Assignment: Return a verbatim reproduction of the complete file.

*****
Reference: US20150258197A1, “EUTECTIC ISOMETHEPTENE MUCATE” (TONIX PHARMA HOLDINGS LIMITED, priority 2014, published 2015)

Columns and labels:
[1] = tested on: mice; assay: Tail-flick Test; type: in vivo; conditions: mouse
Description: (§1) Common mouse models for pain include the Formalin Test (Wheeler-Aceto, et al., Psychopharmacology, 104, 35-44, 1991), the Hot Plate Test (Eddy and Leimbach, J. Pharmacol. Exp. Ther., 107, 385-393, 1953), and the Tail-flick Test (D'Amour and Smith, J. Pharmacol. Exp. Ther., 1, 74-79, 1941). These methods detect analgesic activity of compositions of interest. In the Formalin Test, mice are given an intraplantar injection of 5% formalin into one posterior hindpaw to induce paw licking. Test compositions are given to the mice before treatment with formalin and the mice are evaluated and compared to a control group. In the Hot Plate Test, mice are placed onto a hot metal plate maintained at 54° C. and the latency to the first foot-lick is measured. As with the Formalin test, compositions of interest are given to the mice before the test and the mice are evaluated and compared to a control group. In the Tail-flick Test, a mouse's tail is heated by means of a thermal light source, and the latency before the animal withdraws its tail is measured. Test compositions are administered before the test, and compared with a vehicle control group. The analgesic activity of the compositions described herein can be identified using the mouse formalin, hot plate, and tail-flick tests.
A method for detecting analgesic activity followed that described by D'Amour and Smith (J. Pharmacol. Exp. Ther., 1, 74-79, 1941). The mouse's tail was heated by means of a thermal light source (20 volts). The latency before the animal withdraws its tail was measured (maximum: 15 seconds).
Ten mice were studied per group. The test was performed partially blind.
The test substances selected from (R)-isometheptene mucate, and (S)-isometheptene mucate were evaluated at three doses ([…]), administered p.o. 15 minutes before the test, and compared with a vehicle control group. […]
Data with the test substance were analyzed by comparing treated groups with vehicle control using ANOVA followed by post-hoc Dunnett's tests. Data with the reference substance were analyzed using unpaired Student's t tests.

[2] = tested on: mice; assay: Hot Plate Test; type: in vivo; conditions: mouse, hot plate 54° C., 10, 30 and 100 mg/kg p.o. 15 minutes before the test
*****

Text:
Reference: US20150258197A1, “EUTECTIC ISOMETHEPTENE MUCATE” (TONIX PHARMA HOLDINGS LIMITED, priority 2014, published 2015)

Columns and labels:
[1] = tested on: mice; assay: Tail-flick Test; type: in vivo; conditions: mouse
Description: (§1) Common mouse models for pain include the Formalin Test (Wheeler-Aceto, et al., Psychopharmacology, 104, 35-44, 1991), the Hot Plate Test (Eddy and Leimbach, J. Pharmacol. Exp. Ther., 107, 385-393, 1953), and the Tail-flick Test (D'Amour and Smith, J. Pharmacol. Exp. Ther., 1, 74-79, 1941). These methods detect analgesic activity of compositions of interest. In the Formalin Test, mice are given an intraplantar injection of 5% formalin into one posterior hindpaw to induce paw licking. Test compositions are given to the mice before treatment with formalin and the mice are evaluated and compared to a control group. In the Hot Plate Test, mice are placed onto a hot metal plate maintained at 54° C. and the latency to the first foot-lick is measured. As with the Formalin test, compositions of interest are given to the mice before the test and the mice are evaluated and compared to a control group. In the Tail-flick Test, a mouse's tail is heated by means of a thermal light source, and the latency before the animal withdraws its tail is measured. Test compositions are administered before the test, and compared with a vehicle control group. The analgesic activity of the compositions described herein can be identified using the mouse formalin, hot plate, and tail-flick tests.
A method for detecting analgesic activity followed that described by D'Amour and Smith (J. Pharmacol. Exp. Ther., 1, 74-79, 1941). The mouse's tail was heated by means of a thermal light source (20 volts). The latency before the animal withdraws its tail was measured (maximum: 15 seconds).
Ten mice were studied per group. The test was performed partially blind.
The test substances selected from (R)-isometheptene mucate, and (S)-isometheptene mucate were evaluated at three doses ([…]), administered p.o. 15 minutes before the test, and compared with a vehicle control group. […]
Data with the test substance were analyzed by comparing treated groups with vehicle control using ANOVA followed by post-hoc Dunnett's tests. Data with the reference substance were analyzed using unpaired Student's t tests.

[2] = tested on: mice; assay: Hot Plate Test; type: in vivo; conditions: mouse, hot plate 54° C., 10, 30 and 100 mg/kg p.o. 15 minutes before the test